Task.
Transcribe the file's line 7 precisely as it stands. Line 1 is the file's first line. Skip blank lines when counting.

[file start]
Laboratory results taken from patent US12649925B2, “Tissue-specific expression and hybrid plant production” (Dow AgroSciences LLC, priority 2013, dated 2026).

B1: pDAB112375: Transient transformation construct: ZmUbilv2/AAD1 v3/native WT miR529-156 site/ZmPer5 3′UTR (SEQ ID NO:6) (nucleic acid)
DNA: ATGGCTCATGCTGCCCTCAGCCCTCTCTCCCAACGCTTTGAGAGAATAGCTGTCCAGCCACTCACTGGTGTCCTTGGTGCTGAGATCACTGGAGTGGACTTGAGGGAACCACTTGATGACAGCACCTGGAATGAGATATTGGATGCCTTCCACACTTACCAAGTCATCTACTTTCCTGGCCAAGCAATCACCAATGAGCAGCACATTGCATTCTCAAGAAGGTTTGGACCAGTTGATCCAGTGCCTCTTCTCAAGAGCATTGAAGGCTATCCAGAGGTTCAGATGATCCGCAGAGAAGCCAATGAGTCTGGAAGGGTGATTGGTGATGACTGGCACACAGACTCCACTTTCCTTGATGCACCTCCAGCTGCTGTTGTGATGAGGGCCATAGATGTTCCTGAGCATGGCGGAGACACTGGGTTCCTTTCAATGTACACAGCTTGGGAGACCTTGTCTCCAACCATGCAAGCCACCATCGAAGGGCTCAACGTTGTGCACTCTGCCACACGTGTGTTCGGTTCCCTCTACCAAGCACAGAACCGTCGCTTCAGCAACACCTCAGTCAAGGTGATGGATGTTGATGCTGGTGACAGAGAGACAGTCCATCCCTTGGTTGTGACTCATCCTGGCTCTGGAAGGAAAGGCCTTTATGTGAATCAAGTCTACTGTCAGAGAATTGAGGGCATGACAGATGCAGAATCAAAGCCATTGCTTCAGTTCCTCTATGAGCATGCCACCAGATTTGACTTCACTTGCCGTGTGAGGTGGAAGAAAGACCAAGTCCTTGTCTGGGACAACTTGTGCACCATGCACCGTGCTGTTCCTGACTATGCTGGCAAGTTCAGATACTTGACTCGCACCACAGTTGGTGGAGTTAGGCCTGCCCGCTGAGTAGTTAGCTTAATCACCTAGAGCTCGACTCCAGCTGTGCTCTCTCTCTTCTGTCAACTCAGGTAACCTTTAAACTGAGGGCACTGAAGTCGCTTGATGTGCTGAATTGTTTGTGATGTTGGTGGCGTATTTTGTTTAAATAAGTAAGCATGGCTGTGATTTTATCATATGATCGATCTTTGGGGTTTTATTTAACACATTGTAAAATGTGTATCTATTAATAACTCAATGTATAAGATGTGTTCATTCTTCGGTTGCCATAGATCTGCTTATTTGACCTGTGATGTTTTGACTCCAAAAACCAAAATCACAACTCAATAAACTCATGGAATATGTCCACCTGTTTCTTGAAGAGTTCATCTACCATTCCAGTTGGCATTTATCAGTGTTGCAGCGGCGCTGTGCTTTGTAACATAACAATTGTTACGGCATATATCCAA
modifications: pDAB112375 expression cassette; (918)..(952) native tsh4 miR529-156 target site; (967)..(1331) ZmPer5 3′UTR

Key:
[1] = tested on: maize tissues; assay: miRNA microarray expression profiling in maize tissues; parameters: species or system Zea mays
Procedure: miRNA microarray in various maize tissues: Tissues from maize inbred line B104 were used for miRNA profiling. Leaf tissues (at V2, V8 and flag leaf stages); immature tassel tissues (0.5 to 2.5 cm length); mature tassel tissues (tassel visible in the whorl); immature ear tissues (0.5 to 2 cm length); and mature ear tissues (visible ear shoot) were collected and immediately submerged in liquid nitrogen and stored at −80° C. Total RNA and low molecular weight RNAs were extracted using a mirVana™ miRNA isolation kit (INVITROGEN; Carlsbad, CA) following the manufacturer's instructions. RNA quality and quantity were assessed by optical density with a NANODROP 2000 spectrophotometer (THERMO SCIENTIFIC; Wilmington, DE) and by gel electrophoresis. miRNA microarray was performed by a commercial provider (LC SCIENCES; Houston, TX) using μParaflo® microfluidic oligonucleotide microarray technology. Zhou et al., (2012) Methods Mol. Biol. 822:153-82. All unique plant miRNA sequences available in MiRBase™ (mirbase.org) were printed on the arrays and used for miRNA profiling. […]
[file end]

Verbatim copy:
Procedure: miRNA microarray in various maize tissues: Tissues from maize inbred line B104 were used for miRNA profiling. Leaf tissues (at V2, V8 and flag leaf stages); immature tassel tissues (0.5 to 2.5 cm length); mature tassel tissues (tassel visible in the whorl); immature ear tissues (0.5 to 2 cm length); and mature ear tissues (visible ear shoot) were collected and immediately submerged in liquid nitrogen and stored at −80° C. Total RNA and low molecular weight RNAs were extracted using a mirVana™ miRNA isolation kit (INVITROGEN; Carlsbad, CA) following the manufacturer's instructions. RNA quality and quantity were assessed by optical density with a NANODROP 2000 spectrophotometer (THERMO SCIENTIFIC; Wilmington, DE) and by gel electrophoresis. miRNA microarray was performed by a commercial provider (LC SCIENCES; Houston, TX) using μParaflo® microfluidic oligonucleotide microarray technology. Zhou et al., (2012) Methods Mol. Biol. 822:153-82. All unique plant miRNA sequences available in MiRBase™ (mirbase.org) were printed on the arrays and used for miRNA profiling. […]